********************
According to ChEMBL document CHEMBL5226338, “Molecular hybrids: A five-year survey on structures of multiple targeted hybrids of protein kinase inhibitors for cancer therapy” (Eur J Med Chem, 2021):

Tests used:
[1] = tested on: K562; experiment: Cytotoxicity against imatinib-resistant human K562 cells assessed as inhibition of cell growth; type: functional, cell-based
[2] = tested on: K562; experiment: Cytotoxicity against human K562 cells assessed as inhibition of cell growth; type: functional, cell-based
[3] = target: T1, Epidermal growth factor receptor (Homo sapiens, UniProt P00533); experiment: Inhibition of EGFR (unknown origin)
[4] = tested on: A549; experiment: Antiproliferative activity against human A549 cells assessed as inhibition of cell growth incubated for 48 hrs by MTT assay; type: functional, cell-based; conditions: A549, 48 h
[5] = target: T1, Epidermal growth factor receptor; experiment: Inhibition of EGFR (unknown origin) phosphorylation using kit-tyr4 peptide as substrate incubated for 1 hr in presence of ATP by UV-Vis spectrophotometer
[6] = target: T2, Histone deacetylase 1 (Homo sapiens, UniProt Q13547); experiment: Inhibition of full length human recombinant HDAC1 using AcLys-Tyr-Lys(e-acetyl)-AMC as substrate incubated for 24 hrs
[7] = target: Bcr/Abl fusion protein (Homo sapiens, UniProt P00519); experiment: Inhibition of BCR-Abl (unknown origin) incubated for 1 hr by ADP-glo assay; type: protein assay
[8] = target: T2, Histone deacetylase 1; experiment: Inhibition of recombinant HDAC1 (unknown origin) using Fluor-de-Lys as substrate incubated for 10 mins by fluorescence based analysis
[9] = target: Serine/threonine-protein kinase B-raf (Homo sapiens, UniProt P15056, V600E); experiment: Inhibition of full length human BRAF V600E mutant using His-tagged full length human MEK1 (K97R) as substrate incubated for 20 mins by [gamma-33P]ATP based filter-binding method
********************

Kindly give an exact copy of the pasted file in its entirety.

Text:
According to ChEMBL document CHEMBL5226338, “Molecular hybrids: A five-year survey on structures of multiple targeted hybrids of protein kinase inhibitors for cancer therapy” (Eur J Med Chem, 2021):

Tests used:
[1] = tested on: K562; experiment: Cytotoxicity against imatinib-resistant human K562 cells assessed as inhibition of cell growth; type: functional, cell-based
[2] = tested on: K562; experiment: Cytotoxicity against human K562 cells assessed as inhibition of cell growth; type: functional, cell-based
[3] = target: T1, Epidermal growth factor receptor (Homo sapiens, UniProt P00533); experiment: Inhibition of EGFR (unknown origin)
[4] = tested on: A549; experiment: Antiproliferative activity against human A549 cells assessed as inhibition of cell growth incubated for 48 hrs by MTT assay; type: functional, cell-based; conditions: A549, 48 h
[5] = target: T1, Epidermal growth factor receptor; experiment: Inhibition of EGFR (unknown origin) phosphorylation using kit-tyr4 peptide as substrate incubated for 1 hr in presence of ATP by UV-Vis spectrophotometer
[6] = target: T2, Histone deacetylase 1 (Homo sapiens, UniProt Q13547); experiment: Inhibition of full length human recombinant HDAC1 using AcLys-Tyr-Lys(e-acetyl)-AMC as substrate incubated for 24 hrs
[7] = target: Bcr/Abl fusion protein (Homo sapiens, UniProt P00519); experiment: Inhibition of BCR-Abl (unknown origin) incubated for 1 hr by ADP-glo assay; type: protein assay
[8] = target: T2, Histone deacetylase 1; experiment: Inhibition of recombinant HDAC1 (unknown origin) using Fluor-de-Lys as substrate incubated for 10 mins by fluorescence based analysis
[9] = target: Serine/threonine-protein kinase B-raf (Homo sapiens, UniProt P15056, V600E); experiment: Inhibition of full length human BRAF V600E mutant using His-tagged full length human MEK1 (K97R) as substrate incubated for 20 mins by [gamma-33P]ATP based filter-binding method